From the beginning of modern capitalism, the professional sports industry has consistently grown and expanded to new heights. Football, baseball, basketball, and soccer teams around the world are reaching multi-billion dollar valuations. These teams have essentially endless revenue streams through jersey sales, ticket sales, corporate sponsorships, and media deals. Even some of the world’s largest corporations like GE, Rakuten, and Wish pay tens of millions of dollars for their small logo to be stitched onto various NBA team jerseys. Various corporations have even paid over $5 million for a 30 second commercial for the SuperBowl. The reason for all of this big money in professional sports is viewers. A single game has the ability to attract over one hundred million viewers. That being said, the current sports industry is very solidified and proven to be a cash cow. However, there is a rise of a new sports market, electronic gaming, and venture capitalists are jumping on the opportunity to have a piece of this rapidly growing industry. I mean, who wouldn’t want to invest in the next potential NFL?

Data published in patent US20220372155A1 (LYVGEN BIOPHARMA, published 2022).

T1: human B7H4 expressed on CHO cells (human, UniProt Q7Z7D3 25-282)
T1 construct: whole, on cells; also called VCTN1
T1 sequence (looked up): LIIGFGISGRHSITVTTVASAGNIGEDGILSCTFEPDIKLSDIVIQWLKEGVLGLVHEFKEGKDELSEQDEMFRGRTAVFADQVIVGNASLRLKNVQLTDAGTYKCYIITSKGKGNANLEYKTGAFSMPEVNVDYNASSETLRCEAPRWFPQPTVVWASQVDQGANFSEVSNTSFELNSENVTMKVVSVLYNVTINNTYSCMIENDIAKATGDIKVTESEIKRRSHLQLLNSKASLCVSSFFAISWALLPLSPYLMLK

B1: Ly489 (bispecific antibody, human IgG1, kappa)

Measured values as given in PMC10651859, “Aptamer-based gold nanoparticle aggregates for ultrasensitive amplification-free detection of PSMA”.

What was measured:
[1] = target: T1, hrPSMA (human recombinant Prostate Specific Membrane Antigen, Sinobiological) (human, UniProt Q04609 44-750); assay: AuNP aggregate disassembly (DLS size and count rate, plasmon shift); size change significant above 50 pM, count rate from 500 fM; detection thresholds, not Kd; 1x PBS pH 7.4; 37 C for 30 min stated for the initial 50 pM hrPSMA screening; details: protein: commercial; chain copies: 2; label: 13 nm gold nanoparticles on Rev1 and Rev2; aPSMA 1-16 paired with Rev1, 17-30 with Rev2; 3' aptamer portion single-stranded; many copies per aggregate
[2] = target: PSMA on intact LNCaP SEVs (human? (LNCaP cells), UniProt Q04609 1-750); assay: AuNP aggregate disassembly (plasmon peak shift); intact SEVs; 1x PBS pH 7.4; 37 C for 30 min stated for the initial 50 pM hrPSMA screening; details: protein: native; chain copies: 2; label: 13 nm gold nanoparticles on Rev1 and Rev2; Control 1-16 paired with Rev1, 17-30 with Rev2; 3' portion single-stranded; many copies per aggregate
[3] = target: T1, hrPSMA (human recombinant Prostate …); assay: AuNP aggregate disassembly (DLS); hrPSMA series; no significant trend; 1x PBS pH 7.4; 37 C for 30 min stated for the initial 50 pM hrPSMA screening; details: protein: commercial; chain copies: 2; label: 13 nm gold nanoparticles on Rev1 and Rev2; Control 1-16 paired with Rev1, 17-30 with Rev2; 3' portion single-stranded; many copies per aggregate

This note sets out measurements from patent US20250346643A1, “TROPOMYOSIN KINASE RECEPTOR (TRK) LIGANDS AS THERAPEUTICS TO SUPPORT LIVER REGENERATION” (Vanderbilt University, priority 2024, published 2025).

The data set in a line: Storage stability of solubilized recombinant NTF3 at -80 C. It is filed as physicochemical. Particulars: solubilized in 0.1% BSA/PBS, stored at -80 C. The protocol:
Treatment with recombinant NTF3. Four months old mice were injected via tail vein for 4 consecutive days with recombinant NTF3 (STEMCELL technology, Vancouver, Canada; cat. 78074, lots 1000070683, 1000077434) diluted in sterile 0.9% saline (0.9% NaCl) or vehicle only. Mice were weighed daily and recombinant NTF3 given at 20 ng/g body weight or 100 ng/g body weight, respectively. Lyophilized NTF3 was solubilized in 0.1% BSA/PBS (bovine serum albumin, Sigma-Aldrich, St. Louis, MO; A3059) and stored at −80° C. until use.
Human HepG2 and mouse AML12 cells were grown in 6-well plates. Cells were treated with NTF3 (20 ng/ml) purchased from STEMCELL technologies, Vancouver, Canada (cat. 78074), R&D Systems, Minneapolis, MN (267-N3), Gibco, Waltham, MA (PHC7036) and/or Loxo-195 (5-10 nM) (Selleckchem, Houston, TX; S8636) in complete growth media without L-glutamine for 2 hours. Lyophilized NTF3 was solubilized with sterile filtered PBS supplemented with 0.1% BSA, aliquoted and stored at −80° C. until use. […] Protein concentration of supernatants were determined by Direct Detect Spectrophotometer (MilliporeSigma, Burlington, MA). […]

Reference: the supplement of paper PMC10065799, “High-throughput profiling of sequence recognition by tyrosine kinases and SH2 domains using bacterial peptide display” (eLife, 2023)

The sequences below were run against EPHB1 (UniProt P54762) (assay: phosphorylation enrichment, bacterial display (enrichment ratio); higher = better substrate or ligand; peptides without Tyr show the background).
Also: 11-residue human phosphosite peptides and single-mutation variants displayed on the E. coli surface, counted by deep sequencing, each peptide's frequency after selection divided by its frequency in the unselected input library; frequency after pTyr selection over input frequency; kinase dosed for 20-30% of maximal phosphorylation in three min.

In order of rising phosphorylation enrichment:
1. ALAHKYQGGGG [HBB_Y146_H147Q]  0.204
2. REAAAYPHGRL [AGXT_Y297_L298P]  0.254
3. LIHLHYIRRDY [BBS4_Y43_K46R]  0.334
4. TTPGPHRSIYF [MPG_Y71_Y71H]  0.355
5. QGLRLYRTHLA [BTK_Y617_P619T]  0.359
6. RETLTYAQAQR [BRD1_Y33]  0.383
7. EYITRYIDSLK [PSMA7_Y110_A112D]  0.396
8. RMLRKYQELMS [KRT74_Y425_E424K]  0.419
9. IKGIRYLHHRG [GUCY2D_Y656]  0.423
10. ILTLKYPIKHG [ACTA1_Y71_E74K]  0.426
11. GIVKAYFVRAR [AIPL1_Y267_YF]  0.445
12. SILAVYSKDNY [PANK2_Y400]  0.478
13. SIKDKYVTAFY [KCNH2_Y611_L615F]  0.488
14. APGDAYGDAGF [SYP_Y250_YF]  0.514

Like the NFL, the E-sports market has already proven itself as extremely valuable and rapidly expanding. Last year the IEM World Championships attracted over 46 million online viewers and 55 million more social media viewers, while the Super Bowl attracted 111 million viewers. This event also generated over 255 million social media impressions. This e-Sports viewership has expended tremendously since 2014, where the maximum E-sports views per one event totaled 20 million. E-sports has also attracted a tremendous amount of attendees at its events as well. At the 2017 IEM World Championship, roughly 180,000 people attended the event and surrounding festival. One of the most astounding aspects of this growing market is its world-wide presence. The IEM World Championships broadcasted its content across 70 linear and digital outlets worldwide across 19 languages. Finally, another revenue stream involving E-sports is online streaming through platforms such as Twitch, where gamers can broadcast themselves playing E-sports and make money per viewer they attract. Famous gamer “Ninja” attracted 600,000+ viewers when he played with famous rap artist, Drake. Daily, Ninja attracts a consistent 85,000 viewers. It is no question that the E-sports market is massive and expanding at an outstanding pace. That being said, there has been an exponential influx of venture capital into the E-sports industry across a variety of platforms. Newzoo estimates that the market will be worth $1.5 billion by 2020 with 600 million active viewers.